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New Study: Nitrogen Pollution Hinders Forest Decomposers

February 10, 2017
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Process of taking soil sampling.

Atmospheric pollution may be altering forest ecosystems in ways that are difficult to reverse, according to a study of experimental Harvard Forest soils recently published in the journal Ecology, led by a team of HF collaborators from the University of New Hampshire, University of Wyoming, and University of Wisconsin-Madison.

The study is the first to investigate a three-part domino-effect: long-term exposure to pollution causes organisms to evolve, altering their growth habits and functions, in turn altering the ecosystem processes that those organisms control. 

The team focused their study on a group of tiny organisms with a disproportionately large impact on the ecosystem: soil fungi. “They are the recyclers of the ecosystem—the primary decomposers of wood, leaves, and other plant material,” said Serita Frey, Professor of Natural Resources and the Environmental at the University of New Hampshire, a lead author on the study and a co-investigator on the Harvard Forest Long-Term Ecological Research project. Without them, Frey said, dead material would not be broken down: “We would be buried in leaves and wood, and no new nutrients would be made available for plants to use.”

Soil fungi are sensitive to environmental stress, and they evolve quickly in new conditions. In the lab, the team analyzed soil fungi samples, half reared in petri dishes polluted with nitrogen as an environmental stressor.

But there was a twist. Some of the fungi samples were polluted to begin with – collected from a long-term study area at the Harvard Forest, where for the past 28 years, nitrogen had been added to simulate chronic industrial pollution.

After 14 weeks in the lab, the scientists were surprised to find that fungi samples with a long history of pollution behaved differently than those from unpolluted soil: the polluted samples were stymied in their ability to perform decomposition, their primary function in the ecosystem. “The fungi from polluted plots had evolved,” said Frey. “They weren’t decomposing as much plant material as the same species collected from a less polluted area. Something about the organism had changed in a fundamental way.”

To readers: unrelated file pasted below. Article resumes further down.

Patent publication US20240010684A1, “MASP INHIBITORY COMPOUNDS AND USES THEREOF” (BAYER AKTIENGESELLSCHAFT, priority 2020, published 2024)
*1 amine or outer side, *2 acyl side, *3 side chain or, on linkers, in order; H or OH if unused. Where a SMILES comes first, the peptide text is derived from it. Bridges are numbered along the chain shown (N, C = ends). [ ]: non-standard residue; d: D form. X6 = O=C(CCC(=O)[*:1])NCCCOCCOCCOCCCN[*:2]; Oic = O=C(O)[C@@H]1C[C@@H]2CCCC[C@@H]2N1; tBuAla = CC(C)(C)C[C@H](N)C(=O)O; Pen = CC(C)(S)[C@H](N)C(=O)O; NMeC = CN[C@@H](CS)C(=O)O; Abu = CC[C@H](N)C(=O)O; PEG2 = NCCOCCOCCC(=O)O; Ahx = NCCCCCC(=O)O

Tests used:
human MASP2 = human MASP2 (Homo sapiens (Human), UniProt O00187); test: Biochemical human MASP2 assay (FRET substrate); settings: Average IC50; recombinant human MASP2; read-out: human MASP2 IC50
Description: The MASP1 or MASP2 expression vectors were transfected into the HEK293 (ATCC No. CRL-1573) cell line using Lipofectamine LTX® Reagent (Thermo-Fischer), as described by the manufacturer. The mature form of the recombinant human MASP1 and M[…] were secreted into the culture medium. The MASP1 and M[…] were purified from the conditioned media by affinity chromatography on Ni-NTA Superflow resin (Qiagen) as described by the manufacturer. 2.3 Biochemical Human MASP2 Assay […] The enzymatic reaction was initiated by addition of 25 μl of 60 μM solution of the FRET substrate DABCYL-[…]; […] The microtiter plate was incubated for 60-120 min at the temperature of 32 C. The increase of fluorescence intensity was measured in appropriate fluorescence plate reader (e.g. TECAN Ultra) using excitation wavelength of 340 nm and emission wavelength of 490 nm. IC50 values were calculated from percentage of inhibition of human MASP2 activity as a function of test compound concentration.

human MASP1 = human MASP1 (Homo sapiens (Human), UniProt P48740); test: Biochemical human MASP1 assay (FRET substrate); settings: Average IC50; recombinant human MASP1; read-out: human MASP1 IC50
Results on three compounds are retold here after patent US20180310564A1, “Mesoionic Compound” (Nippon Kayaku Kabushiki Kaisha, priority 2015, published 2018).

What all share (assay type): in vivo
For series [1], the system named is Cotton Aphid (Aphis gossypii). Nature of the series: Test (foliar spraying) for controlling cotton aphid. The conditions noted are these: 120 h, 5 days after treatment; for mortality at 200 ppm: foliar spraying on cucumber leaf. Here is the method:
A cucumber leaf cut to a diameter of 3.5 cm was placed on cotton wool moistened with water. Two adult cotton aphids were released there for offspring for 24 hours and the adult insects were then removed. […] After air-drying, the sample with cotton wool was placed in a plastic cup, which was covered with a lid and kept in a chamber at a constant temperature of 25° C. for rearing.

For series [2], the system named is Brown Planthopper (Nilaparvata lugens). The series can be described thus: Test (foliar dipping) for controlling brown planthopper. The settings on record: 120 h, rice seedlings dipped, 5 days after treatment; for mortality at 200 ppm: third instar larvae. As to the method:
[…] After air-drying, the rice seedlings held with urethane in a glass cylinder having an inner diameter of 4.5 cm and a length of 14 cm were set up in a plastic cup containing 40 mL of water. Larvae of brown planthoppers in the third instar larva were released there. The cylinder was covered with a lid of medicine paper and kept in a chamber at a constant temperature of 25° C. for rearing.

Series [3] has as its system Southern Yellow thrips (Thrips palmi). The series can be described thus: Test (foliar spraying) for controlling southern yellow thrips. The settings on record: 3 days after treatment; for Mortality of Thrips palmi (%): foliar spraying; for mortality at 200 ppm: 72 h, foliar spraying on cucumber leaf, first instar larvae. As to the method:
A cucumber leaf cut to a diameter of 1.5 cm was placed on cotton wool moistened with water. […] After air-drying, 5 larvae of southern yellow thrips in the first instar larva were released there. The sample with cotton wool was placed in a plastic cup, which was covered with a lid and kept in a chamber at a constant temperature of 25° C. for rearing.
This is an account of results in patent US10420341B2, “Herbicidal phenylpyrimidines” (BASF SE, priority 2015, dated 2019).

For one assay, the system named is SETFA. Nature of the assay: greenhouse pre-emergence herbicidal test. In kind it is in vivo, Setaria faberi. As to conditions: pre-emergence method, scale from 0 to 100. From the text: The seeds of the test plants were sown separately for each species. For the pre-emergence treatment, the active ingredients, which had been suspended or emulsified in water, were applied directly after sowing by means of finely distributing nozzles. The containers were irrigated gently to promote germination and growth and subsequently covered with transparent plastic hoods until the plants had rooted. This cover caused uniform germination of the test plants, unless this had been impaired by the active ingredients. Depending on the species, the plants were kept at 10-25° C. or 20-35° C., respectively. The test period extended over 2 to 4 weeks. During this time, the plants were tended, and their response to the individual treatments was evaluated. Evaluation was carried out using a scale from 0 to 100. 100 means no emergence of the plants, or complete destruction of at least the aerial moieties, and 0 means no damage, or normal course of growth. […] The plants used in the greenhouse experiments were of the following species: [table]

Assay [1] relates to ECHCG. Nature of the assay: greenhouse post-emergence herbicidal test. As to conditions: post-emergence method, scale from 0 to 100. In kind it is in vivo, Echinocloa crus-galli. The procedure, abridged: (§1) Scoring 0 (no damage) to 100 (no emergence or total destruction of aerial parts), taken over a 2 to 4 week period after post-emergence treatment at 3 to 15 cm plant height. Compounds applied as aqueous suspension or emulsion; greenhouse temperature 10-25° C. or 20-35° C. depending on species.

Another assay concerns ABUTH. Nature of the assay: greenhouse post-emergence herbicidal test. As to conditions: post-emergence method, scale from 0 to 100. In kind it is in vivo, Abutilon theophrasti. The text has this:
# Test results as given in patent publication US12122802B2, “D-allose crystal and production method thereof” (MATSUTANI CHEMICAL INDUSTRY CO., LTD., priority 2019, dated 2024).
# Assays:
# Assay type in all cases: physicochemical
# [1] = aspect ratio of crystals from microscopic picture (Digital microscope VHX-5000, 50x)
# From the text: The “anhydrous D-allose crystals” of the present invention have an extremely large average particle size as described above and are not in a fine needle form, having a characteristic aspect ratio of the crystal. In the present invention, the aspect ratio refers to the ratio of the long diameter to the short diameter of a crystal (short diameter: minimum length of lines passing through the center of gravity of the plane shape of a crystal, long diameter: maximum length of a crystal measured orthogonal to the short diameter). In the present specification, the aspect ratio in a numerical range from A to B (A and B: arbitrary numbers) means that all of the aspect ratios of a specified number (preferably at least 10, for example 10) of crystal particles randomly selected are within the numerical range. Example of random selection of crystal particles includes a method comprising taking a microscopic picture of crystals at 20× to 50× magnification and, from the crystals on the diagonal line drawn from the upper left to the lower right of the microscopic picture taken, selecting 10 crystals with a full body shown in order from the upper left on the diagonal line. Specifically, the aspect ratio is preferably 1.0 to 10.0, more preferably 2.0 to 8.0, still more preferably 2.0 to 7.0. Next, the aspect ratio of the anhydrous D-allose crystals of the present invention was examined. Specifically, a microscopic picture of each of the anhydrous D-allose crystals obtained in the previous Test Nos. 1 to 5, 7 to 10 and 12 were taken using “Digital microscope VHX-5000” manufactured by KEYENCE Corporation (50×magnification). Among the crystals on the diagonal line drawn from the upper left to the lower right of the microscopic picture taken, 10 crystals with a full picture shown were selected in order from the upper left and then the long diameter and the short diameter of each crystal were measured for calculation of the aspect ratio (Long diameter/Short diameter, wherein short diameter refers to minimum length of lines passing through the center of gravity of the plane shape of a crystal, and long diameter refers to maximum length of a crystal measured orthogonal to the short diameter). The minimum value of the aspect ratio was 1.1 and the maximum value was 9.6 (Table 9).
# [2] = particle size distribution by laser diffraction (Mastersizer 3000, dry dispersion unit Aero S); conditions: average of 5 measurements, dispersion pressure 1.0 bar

What’s more, even when grown in an unpolluted petri dish, fungi from polluted areas weren’t able to match the decomposition function of their neighbors from cleaner soils.

Some species of fungi were more sensitive than others—particularly a species called Irpex, which decomposed up to 44 percent less plant material after being polluted long-term. This fungus is from a subset of fungi that decompose wood. “Only a small subset of fungi can actually decompose wood,” said Frey. “It’s troubling to see this group so affected.”

Because decomposition is central to ecosystem function, the scientists say, a critical next question is determining whether, and how, fungal communities can recover after long-term nitrogen pollution. Nitrogen pollution deposited on Earth's ecosystems from the atmosphere has increased 200 percent since the beginning of the Industrial Revolution. Anne Pringle, Associate Professor of Botany and Bacteriology at the University of Wisconsin-Madison and a co-author on the study, added, "As long as nitrogen pollution continues to be a feature of our rapidly changing world, the evolution of fungi will likely shape how ecosystems function." 

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